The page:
Or invest in special produce containers with top vents and bottom strainers to keep food fresh. Buy whole heads of lettuce, which stay fresher longer, or add a paper towel to the bottom of bagged lettuce and vegetables to absorb liquids. Finally, plan out meals and create detailed shopping lists so you don’t buy more food than you can eat.

Don’t be afraid of brown spots or mushy parts that can easily be cut away.

“Consumers want perfect foods,” said Shirley Van Garde, the now-retired co-author of the Oregon State study. “They have real difficulty trying to tell the difference in quality changes and safety spoilage. With lettuce, take off a couple of leaves, you can do some cutting and the rest of it is still usable.”

And if you do decide to throw away food, give it a second look, Mr. Bloom advises. “The common attitude is ‘when in doubt, throw it out,’” he said. “But I try to give the food the benefit of the doubt.”

The New York Times / Well / Published: November 1, 2010

Leave a comment

Filed under Inspiration

World Water Day

Sanitation and Hygiene: Clean water along with hygiene training and sanitation can reduce disease by up to 50%. Of the 42,000 deaths that occur every week from unsafe water and unhygienic living, 90% are children under five years old.

Education: Many children around the world spend their days collecting water for their families or home sick with a water-related illness instead of going to school. With safe water nearby, they can earn an education and build the future of their communities.

Learn more here.

Leave a comment

Filed under Inspiration

His Holiness Emeritus

by Evan Osnos

The Dalai Lama announced his retirement today, an event that will be duly recorded—and then all but ignored for the time being. It’s not that the many parties with an interest in this issue don’t agree with his decision to remove himself from the political hurly-burly of the Tibet movement. (In fact, that’s one of the few things on which both the Chinese and Tibetan government-in-exile might agree.) The problem is that, despite his persistent attempts to renounce his political functions and pave the way for a new generation of leaders who can govern without the emotional and religious baggage he represents, he simply looms too large over the Tibet conflict to be there and not there at the same time.

But the announcement is more significant than people might imagine: When it’s finalized, this will be remembered as the formal end of his five decades as head of state of the Tibetan government-in-exile. (Though, in fairness, no country in the world recognizes that government as such.) But he has always been known for far more than that. To his admirers, he is the icon of endurance, a guru, a post-political figure. To his critics: a manipulator, a ditherer, a “devil with a human face.” This announcement will not change the fact that he remains the senior religious leader of Tibetan Buddhism, and, as I wrote in a Profile last year, that neither he nor China nor Washington yet knows what will happen when he dies. (Chinese authorities recently reasserted their longstanding declaration that the Dalai Lama has no right to be reincarnated without the Communist Party’s approval.)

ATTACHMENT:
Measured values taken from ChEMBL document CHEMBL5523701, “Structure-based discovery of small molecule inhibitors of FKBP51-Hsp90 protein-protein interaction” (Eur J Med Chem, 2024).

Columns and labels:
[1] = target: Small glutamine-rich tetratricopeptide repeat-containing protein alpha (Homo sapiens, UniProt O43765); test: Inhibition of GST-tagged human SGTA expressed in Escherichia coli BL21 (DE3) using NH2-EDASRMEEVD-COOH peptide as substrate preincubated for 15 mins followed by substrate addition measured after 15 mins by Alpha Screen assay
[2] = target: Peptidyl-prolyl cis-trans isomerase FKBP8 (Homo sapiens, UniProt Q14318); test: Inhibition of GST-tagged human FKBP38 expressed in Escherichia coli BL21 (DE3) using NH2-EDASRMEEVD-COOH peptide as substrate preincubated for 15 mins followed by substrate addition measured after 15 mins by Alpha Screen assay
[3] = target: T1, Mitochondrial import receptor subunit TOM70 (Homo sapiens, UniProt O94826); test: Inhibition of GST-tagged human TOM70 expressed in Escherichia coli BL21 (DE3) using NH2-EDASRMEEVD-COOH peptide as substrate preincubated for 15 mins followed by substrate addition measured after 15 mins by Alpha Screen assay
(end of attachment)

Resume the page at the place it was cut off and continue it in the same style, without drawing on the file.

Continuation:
There has abundant speculation that his spiritual role might be filled in the years ahead by the Karmapa Lama, who was born in Tibet but fled to Dharamsala a decade ago. Now twenty-four, he has grown into a large, commanding figure who is often seated at the Dalai Lama’s side at public events. But when I interviewed the Karmapa last year, he was a surprisingly fitful figure: Internet-savvy, barred from traveling widely by Indian officials, some of whom suspect he is a Chinese spy, and deeply curious about the West. The notion that he might slip easily into the sandals of the Dalai Lama has always struck me as an unexamined proposition. (Further complicating the prospect of him taking over
is a swirl of controversy rooted in the fact that another man also claims to be the Karmapa.)

The emerging reality is that the Dalai Lama will never truly be able to give his power away. It must be earned, gradually and meaningfully, by the next generation of leaders, people such as Lobsang Sangay, a Tibetan legal scholar at Harvard who is a frontrunner to be the next prime minister in exile. Eventually, a new generation of leaders might help break some of the logjam with the Chinese government, though I’m not optimistic. The transition will not be swift, and it will not happen entirely until the Dalai Lama’s “change of clothing,” as he calls his own death. But today is the next step toward a change that he has sought for years.